There's a new gesture feature called Motion Launch, with which we have something of a love/hate relationship. It takes Nokia's and LG's double-tap-to-unlock and expands upon the concept with swipe gestures. You can still double-tap to wake up the lock screen, but you can also swipe your finger in different directions to bypass the lock screen entirely and take you directly into specific functions (provided you don't have any security locks in place). Swipe up to go into the home screen; swipe right to access BlinkFeed; swipe left to launch the widget panel; and swipe down to activate voice dial for faster calling. If you want to take a picture, hold the volume rocker and lift the phone up in landscape mode.
In theory, the only way you can trigger Motion Launch gestures is when the phone senses movement -- it can tell that you're picking up your phone and assumes that you're wanting to turn the phone on. In practice, however, the gestures were too sensitive; I could wake up the phone when the One was sitting on my desk, resting in my pocket and when my thumb was firmly planted motionless on the screen. I'd also really like to customize the gestures to take me directly into apps that I use frequently, like email. Let's give HTC credit where it's due, though: This new functionality is pretty clever, and it'll likely get even smarter with future software updates.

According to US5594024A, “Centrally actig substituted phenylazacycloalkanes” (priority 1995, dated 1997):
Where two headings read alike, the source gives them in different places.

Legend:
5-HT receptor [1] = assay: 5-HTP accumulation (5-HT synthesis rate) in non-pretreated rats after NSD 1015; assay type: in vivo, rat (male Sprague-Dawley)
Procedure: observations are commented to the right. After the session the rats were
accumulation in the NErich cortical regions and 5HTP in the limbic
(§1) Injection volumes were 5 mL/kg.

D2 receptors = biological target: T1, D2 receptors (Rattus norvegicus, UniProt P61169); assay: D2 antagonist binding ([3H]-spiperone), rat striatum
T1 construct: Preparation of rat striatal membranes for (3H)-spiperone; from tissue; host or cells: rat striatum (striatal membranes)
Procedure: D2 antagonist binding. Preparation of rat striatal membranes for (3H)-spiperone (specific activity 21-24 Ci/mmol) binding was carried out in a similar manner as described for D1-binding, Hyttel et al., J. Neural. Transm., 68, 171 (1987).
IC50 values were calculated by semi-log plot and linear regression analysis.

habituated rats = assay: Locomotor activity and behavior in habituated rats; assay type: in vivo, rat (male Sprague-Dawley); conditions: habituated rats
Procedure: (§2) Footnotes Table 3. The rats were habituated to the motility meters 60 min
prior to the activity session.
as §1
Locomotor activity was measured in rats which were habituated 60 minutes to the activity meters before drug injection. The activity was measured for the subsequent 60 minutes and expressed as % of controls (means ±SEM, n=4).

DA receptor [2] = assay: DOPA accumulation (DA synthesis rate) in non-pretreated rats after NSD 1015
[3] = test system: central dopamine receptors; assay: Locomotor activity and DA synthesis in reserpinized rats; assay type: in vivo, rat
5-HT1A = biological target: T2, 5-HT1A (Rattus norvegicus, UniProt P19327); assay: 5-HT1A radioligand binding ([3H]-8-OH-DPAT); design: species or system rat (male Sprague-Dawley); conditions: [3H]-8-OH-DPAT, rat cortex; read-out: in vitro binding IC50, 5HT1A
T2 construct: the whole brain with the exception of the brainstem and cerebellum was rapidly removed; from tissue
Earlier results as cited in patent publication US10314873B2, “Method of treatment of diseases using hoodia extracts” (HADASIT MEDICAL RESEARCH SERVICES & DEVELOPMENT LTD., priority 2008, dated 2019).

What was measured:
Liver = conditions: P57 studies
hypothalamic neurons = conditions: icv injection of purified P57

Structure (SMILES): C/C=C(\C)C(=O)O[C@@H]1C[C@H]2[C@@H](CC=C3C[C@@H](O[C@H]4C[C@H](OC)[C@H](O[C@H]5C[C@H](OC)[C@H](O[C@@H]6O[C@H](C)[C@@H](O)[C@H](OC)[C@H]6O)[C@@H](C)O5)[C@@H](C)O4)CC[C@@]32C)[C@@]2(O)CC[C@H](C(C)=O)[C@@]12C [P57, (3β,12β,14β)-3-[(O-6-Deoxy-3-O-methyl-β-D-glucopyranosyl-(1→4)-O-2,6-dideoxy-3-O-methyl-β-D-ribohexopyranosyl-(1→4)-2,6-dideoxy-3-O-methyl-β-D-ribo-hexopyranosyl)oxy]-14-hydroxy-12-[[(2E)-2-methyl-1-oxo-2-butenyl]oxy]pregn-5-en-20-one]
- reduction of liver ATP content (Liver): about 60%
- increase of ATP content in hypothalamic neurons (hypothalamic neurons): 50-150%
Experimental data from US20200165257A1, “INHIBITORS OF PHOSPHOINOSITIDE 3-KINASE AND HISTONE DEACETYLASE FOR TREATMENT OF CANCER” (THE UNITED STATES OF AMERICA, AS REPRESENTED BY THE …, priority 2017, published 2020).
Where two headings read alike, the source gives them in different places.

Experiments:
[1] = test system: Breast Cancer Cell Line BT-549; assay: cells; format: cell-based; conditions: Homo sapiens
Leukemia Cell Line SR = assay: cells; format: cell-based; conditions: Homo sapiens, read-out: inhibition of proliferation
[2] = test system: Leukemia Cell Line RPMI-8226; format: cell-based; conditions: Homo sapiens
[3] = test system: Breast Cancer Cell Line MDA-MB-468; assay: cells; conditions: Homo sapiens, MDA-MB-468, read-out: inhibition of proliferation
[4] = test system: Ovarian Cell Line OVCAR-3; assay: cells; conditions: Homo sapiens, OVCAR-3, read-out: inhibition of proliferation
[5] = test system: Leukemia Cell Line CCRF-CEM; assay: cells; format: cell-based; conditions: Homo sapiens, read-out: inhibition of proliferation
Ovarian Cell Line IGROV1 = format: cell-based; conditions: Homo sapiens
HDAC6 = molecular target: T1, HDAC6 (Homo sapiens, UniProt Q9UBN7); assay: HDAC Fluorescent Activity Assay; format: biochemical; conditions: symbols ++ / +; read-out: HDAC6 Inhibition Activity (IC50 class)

The reason we're hopeful that HTC will improve its proprietary features is because it's already done a pretty good job fine-tuning BlinkFeed. (Considering our distaste for it when we first reviewed the M7, that's saying a lot.) Ever since BlinkFeed's debut in the original One, HTC has continued to make it more customizable. For instance, if you're interested in any given subject you can do a search for that topic and create a whole feed around it. On top of that, the company now boasts over 1,000 content partners, so there's no shortage of reading material here. Also, HTC tells us it will soon be releasing a developer kit for BlinkFeed, which means developers will be able to add their own feeds and content.
Sense 6 also features a Do Not Disturb mode, and it does exactly what every other DND mode does: It silences your phone so your sleep isn't interrupted by the latest eBay newsletter hitting your inbox. However, HTC's option adds multiple presets, so you can change the hours based on which day it is; this is ideal for anyone who needs to be on call on specific days.